And it looks like, Brooke, we are getting started here.
ACOSTA: So, we will toss it back to you. We have officials coming in the room. So...
BALDWIN: We got it.
ACOSTA: I don't think we see Sean Spicer just yet. There we go. OK. There you go, Brooke -- back to you.
BALDWIN: There we go. Let's roll.
Jim, thank you.
ACOSTA: Back to you, Sean.
BALDWIN: Here's Sean Spicer.
SEAN SPICER, WHITE HOUSE PRESS SECRETARY: Thank you.
Well, you know, we're getting ready for the season. Got a couple coming.
Sorry for the delay, guys. It's budget day.
As I -- the -- I was supposed to kick this off with Director Mulvaney.
He's still on a call with the governors, (inaudible) to host a ton of briefings today with key stakeholders.
And so, my goal if this times out right, is that as we finish up, Director Mulvaney will walk in the room right on queue, and then we will -- he will talk to you a little bit about the budget and we walk through Q&A on that. So, hopefully this all works.
I'm going to skip past the part where I say thank you, Director Mulvaney.
SPICER: As the director will say, the president's budget blueprint keeps his promise to put America's security first, turning his words directly into policies that restore respect for our citizens hard- earned tax dollars. There were some additional non-events budget -- non-budget events of the day.
SPICER: This morning, the president had a bilateral meeting with Taoiseach Kenny of Ireland. Our two nations have a long history, common values and important economic ties. The president was honored to host him here in the Oval Office and recommit to strong social, political and economic relations between the U.S. and Ireland.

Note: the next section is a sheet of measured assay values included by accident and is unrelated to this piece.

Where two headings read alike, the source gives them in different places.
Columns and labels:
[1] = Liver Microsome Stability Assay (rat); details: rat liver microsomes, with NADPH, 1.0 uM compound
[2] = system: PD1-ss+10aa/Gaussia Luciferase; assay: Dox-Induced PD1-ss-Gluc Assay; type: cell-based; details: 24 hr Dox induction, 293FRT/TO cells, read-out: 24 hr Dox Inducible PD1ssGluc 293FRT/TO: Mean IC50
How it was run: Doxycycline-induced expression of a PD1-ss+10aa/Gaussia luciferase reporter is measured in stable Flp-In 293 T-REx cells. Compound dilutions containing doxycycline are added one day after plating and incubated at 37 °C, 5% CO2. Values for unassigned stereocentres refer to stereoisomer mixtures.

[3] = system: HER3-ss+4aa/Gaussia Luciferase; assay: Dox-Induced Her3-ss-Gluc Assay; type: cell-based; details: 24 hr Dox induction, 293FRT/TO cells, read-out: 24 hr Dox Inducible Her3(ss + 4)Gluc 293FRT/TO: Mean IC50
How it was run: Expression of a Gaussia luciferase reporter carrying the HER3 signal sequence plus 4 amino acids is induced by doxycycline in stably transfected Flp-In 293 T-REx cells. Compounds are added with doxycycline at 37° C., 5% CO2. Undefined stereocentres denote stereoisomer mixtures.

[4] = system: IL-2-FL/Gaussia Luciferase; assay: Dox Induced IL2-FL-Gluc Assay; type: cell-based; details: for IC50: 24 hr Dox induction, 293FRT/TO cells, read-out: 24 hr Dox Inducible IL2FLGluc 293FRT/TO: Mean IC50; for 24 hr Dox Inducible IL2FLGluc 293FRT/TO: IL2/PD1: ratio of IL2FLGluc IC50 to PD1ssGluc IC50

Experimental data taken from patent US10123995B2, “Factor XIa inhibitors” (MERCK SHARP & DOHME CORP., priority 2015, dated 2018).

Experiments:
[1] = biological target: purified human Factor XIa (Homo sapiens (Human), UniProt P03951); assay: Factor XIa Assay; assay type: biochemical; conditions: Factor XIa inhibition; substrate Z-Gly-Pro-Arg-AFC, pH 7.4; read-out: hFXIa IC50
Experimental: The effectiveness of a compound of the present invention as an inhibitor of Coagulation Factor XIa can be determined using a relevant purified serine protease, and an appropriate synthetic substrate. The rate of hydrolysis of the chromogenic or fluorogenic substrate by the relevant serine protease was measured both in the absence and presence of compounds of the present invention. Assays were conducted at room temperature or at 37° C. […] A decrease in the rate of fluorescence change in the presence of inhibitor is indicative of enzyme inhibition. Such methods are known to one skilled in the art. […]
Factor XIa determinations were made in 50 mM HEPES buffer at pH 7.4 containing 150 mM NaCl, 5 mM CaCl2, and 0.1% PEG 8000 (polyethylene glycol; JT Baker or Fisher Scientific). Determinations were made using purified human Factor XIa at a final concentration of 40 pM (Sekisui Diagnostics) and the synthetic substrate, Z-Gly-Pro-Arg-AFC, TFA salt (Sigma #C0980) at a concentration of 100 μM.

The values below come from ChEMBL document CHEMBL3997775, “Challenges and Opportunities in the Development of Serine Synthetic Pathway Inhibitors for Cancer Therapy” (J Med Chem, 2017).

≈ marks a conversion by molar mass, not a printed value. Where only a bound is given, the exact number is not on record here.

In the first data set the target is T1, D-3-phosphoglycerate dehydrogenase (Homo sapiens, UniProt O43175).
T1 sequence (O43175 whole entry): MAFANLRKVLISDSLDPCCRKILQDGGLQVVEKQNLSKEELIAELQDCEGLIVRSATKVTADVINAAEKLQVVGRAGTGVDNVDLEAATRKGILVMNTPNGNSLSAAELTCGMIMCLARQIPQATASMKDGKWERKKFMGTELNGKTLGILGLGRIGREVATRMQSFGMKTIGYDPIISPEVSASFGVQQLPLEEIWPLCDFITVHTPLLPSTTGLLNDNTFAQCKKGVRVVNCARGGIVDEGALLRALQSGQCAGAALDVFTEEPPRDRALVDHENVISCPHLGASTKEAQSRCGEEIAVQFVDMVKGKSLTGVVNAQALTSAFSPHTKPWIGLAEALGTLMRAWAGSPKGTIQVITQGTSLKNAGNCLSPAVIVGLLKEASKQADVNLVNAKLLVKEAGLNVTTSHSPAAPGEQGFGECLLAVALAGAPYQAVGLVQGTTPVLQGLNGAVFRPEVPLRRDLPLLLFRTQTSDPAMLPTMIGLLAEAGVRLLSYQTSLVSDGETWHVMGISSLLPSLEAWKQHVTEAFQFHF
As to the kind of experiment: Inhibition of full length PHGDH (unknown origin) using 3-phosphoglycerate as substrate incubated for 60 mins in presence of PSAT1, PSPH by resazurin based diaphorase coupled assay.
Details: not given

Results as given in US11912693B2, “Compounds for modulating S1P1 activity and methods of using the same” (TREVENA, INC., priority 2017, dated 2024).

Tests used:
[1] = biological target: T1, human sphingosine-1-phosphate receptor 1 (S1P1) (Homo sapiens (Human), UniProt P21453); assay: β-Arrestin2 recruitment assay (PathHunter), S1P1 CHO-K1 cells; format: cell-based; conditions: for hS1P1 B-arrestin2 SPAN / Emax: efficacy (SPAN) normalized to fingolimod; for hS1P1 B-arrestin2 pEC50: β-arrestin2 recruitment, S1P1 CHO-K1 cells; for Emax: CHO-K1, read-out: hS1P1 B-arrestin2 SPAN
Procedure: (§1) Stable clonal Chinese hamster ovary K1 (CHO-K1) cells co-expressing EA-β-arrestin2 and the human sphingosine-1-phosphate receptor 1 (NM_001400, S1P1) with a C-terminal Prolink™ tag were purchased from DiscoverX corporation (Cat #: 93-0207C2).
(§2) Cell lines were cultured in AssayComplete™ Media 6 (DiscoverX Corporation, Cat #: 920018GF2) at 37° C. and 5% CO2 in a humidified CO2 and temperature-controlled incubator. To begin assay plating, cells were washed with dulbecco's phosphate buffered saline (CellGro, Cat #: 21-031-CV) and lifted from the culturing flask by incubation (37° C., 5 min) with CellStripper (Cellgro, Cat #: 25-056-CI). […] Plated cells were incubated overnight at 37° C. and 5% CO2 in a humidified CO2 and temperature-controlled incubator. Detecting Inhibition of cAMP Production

This afternoon, the president made the remarks at the Friends of Ireland luncheon at the Capitol. This traditional lunch celebrating Americans bipartisan commitment to peace and security in Ireland was started in 1983 by President Reagan and Speaker O'Neill; both proud Irish-Americans, and has been attended by every president, speaker and Taoiseach of Ireland since then. And also while at the Capitol right around now, the vice president is
swearing in former Senator Dan Coats as the next director of National Intelligence in his ceremonial office. Former Senator Coats has clearly demonstrated the deep subject -- the subject-matter expertise and sound judgment required to lead our intelligence community, and the president is finally glad to have him on board as part of his team.
Later this evening, the president, along with Taoiseach Kenny will attend the St. Patrick's Day reception and participate in the annual Shamrock ceremony. Since 1952, the president has invited the Taoiseach to come to the White House in celebration of St. Patrick's Day, where they present a bowl of shamrocks as a symbol of the profound and lasting relationship between the two countries. The president and Taoiseach Kenny will also make remarks.
I have a few more notes before I get to Director Mulvaney. First, I wanted to share with you guys, it's a letter that should be going out shortly, if it hasn't already, that the resident signed this morning, wishing Ray Chavez, the oldest living survivor of Pearl Harbor, a happy 105th birthday. Our nation owes Mr. Chavez's generation, and he a great generation -- a debt of gratitude for extraordinary legacy of liberty, freedom around the world, fighting to ensure security and prosperity for millions. A copy of the letter will be sent out if it hasn't already, and obviously we all extend our warm wishes to Ray and his family as they celebrate his 105th, and the president signed a letter wishing he hopes to have several more birthdays to come.
This afternoon, the president announced his intent to nominate several individuals to key posts at the Department of Defense. Robert Daigle as the director of cost assessment and program evaluation, Elaine McCluster (ph) as principal of deputy undersecretary of defense, David Norquist as undersecretary of defense and controller, Kenneth Repano (ph) as assistant secretary of defense for homeland security -- homeland of defense and global security. Patrick Shanahan as deputy secretary of defense, and David Joel Trachtenberg as principal deputy undersecretary of defense for policy.